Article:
The Dirt: Gold Butte National Monument



Gold Butte National Monument is Nevada’s piece of the Grand Canyon and a treasure trove of cultural, historic, and natural wonders.

These wonders include thousands of petroglyphs; historic mining- and pioneer-era artifacts; rare and threatened wildlife such as the Mojave Desert tortoise and desert bighorn sheep; dramatic geologic features like sculpted red sandstone and rock spires; and fossil track-sites dating back 170 to 180 million years ago.

In addition, Gold Butte is an amazing place open to multiple uses where people can experience the great outdoors through hiking, hunting, birding, camping, OHV riding on legal roads and routes, and traditional tribal uses.

Designated routes are open to motorized vehicles, and high-clearance vehicles are recommended.

Devil’s Cove / Lake Mead: From the Gold Butte Backcountry Byway turn south onto Devils Cove Rd. This out and back road is 14.7 miles (one way) taking approximately three hours. Residing in the Gold Butte National Monument this road travels down to a pre-existing cove of Lake Mead. The drive is a mellow road weaving in and out of washes and is accessible by passenger 4WD.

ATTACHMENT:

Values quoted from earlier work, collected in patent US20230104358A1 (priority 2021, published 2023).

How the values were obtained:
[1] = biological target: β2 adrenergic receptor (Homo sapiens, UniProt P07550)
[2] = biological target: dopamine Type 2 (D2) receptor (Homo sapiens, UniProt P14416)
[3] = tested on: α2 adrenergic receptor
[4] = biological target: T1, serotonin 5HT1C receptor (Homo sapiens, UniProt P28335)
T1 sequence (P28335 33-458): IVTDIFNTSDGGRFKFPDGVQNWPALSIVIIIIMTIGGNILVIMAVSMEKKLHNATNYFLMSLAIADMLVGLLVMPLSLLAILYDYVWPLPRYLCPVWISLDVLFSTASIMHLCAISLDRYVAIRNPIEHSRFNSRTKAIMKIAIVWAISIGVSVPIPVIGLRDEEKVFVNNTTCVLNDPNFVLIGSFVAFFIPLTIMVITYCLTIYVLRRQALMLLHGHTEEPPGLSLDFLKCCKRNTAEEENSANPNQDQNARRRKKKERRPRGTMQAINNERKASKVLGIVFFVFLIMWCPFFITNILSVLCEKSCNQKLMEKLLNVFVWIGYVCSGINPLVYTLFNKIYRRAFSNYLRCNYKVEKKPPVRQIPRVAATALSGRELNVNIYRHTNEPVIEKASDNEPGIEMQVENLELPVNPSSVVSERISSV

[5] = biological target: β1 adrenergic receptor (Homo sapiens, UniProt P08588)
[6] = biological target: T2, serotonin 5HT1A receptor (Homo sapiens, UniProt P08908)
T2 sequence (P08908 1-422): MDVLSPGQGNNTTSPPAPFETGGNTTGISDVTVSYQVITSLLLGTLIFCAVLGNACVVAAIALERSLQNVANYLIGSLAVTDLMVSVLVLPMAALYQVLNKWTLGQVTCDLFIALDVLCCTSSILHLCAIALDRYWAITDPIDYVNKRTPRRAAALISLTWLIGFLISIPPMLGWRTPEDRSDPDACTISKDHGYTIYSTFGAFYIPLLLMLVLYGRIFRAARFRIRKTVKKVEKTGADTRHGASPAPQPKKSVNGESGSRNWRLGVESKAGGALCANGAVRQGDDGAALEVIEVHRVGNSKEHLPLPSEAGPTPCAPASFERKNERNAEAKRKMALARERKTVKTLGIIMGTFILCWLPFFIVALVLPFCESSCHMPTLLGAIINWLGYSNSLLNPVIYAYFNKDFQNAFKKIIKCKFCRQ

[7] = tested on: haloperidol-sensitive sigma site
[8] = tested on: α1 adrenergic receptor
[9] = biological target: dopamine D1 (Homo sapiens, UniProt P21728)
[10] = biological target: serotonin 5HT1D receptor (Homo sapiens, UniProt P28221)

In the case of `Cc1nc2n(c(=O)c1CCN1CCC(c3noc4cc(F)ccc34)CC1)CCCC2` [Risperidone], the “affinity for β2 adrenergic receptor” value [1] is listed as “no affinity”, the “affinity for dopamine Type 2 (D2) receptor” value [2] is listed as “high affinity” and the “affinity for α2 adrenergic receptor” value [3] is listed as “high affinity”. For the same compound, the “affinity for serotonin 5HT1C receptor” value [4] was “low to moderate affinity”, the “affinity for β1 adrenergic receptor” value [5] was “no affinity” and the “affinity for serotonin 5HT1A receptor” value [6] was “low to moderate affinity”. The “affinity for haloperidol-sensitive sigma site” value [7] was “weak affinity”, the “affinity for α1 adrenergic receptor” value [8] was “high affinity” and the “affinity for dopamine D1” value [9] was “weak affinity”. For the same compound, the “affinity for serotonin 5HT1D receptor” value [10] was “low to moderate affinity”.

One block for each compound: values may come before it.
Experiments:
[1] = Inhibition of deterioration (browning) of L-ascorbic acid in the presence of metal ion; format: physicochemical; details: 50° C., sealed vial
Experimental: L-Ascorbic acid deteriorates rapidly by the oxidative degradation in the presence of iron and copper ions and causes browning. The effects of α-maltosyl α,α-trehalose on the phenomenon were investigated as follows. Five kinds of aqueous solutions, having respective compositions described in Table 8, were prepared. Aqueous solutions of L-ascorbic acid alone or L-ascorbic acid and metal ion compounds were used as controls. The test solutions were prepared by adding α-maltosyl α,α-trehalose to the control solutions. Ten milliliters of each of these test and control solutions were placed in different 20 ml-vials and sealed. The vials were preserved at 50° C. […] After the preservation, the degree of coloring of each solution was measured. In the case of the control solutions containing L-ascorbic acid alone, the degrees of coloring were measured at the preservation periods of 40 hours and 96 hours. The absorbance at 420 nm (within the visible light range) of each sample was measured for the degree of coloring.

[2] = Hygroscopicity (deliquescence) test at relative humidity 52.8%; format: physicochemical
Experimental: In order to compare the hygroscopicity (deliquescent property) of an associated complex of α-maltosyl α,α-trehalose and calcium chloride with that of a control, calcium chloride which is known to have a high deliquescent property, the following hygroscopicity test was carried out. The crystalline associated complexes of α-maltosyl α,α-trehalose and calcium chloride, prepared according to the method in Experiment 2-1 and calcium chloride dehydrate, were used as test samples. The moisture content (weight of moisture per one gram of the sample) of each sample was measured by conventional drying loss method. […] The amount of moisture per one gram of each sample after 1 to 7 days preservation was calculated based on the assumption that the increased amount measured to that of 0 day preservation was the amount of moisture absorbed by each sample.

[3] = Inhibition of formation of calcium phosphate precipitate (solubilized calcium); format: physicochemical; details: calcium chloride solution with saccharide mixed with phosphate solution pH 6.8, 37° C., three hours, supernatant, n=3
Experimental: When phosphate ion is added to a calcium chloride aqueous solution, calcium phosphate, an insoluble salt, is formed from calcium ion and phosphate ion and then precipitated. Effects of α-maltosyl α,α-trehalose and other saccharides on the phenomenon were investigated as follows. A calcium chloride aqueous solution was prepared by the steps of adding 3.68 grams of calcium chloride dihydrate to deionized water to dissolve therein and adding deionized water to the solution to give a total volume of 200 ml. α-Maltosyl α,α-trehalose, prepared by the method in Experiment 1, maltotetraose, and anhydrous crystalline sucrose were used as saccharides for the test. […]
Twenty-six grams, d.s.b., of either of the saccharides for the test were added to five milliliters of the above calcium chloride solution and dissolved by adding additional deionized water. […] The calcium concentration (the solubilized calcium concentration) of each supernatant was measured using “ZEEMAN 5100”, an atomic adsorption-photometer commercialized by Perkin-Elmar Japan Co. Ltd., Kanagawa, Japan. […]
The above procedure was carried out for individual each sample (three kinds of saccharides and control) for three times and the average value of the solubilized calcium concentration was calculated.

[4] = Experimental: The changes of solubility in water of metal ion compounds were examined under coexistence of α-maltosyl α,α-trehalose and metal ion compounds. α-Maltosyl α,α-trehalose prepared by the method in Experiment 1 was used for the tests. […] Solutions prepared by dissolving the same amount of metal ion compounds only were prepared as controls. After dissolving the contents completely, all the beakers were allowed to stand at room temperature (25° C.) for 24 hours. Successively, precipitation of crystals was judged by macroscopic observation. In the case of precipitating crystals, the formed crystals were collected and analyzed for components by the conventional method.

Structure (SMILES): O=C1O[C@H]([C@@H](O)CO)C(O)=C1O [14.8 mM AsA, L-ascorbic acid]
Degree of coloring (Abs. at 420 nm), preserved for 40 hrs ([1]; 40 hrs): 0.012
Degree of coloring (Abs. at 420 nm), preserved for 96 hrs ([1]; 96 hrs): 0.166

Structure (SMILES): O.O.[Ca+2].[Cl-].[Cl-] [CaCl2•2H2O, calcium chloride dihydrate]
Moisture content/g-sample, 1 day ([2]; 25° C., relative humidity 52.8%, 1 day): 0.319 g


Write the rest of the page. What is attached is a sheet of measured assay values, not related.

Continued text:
From Las Vegas to Gold Butte National Monument:

  • Take Interstate-15 approximately 69 miles North to Exit 112/Riverside Road.
  • Merge onto Riverside Road and travel approximately 17 miles to the Gold Butte Backcountry Byway.
  • Turn right onto the Byway and travel approximately 12 miles to the Monument boundary.

Rules of the Road

Land Manager: Bureau of Land Management

BLM Field Office - Las Vegas
4701 North Torrey Pines Drive
Las Vegas, NV 89130

Telephone: (702) 515-5000

Email: lvfoweb@blm.gov

Motor vehicles are permitted on designated trails only. High-clearance vehicles are recommended.

Always plan ahead and prepare for uncertainty. Travel with warm clothing, first aid, food, water and appropriate tools to fix a problem.
Traveling in groups is always a good idea, as well as informing someone of where you will be going.

  • Register Your Vehicle
  • Make sure your vehicle is equipped with a spark arrestor
  • Plan Ahead and Prepare
  • Travel and Camp on Durable Surfaces
  • Dispose of Waste Properly
  • Leave What You Find
  • Minimize Campfire Impacts
  • Respect Wildlife
  • Be Considerate of Other Trail Users

Leave No Trace

Tread Lightly

Historic Preservation

Plan Your Visit